Belgium’s Princess Esmeralda has been arrested during climate change demonstrations in London, protest organisers have said.
She is one of 1,290 people hauled off the streets by police as Extinction Rebellion attempt to shut down London for a fortnight.
Image: Princess Esmeralda’s police release letter was shared by Extinction Rebellion Camden on Twitter
In a tweet, the organisers’ Camden branch said the princess was taken to Camden police station.
They showed a letter addressed to her, with a custody number, which read: “I understand that I have been released from custody without charge.”
It also said that police may need to speak to her again and that she remains under investigation and “the matter is not concluded”.
Princess Esmeralda was born at the Chateau du Stuyvenberg in Brussels and she is the aunt of Belgian King Philippe. She is thought to live in London and works as a journalist, author and documentary maker.
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She tweeted: “…along with many other protesters I was arrested and put in police custody. The climate emergency calls on all of us to pressure out governments to act with urgency.”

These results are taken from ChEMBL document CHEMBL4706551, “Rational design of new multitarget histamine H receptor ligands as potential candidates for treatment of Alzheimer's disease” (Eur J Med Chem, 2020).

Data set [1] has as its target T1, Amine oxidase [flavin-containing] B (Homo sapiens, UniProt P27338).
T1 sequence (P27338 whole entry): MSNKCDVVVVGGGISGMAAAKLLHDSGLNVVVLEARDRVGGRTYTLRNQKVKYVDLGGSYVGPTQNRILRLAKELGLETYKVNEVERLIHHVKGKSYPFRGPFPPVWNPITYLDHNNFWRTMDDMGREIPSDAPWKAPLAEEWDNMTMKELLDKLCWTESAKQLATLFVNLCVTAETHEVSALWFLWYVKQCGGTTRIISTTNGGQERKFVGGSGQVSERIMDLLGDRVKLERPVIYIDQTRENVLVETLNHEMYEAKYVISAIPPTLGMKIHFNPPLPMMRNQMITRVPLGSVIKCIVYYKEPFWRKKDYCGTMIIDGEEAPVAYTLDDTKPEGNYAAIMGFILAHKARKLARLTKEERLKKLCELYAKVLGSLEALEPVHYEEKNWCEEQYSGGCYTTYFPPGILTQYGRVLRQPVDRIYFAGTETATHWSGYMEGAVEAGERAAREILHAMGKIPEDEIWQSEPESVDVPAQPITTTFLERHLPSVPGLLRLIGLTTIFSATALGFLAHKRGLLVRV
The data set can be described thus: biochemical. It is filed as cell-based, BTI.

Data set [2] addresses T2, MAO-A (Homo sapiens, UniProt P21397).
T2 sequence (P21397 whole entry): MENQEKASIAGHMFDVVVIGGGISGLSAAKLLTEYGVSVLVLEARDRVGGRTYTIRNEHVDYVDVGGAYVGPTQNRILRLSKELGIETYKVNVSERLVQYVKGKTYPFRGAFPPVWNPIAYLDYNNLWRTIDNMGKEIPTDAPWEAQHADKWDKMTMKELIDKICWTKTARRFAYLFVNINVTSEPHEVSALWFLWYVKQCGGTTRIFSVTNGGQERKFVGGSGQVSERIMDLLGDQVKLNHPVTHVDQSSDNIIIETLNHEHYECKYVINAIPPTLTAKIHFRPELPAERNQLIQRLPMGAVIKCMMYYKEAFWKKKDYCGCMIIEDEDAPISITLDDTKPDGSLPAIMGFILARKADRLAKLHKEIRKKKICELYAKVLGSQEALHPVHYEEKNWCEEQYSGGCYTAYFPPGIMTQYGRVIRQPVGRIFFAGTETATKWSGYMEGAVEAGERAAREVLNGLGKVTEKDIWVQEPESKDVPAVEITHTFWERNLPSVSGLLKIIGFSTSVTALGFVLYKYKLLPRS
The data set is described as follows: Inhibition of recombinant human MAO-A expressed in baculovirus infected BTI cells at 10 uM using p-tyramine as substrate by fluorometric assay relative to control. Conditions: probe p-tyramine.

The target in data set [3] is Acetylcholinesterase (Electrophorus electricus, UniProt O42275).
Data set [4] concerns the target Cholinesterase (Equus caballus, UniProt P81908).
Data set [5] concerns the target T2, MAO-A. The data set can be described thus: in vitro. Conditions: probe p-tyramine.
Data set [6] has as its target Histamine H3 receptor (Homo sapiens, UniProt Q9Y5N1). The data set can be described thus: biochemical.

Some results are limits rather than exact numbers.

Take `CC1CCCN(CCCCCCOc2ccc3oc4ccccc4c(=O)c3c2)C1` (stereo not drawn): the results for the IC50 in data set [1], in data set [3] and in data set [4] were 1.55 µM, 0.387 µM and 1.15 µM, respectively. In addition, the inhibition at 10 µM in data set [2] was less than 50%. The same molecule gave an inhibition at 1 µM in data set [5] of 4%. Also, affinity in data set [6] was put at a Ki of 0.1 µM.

Police have spent the past few days trying to clear London’s main roads of protesters.
On Tuesday, officers used scissors to cut people out of tents along Whitehall. Police moved people to Trafalgar Square but those who refused to budge were arrested and carried off to police stations.
This morning, a former Paralympic cyclist appeared in court and denied climbing on to a British Airways jet and gluing himself to it.
James Brown, 55, is accused of causing a public nuisance during the incident at London’s City Airport.
He was granted conditional bail and banned from going within a mile of any UK airport. He is scheduled to appear at Southwark Crown Court for trial on 8 November.
This afternoon, around 50 healthcare professionals dressed in scrubs, face masks and stethoscopes gathered outside Shell HQ in London, calling on the oil and gas company to be a leader in decarbonisation.
The medics plan to march to Trafalgar Square with 40,000 pairs of shoes, representing the number of people they say have died prematurely due to polluted air.
Today it was announced that 100 extra officers will be sent to London from Scotland to help the Metropolitan Police manage protests taking place over the next few weeks.
Police Scotland insist the staffing re-location will not affect their ability to protect the public in Scotland.
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Source : Sky News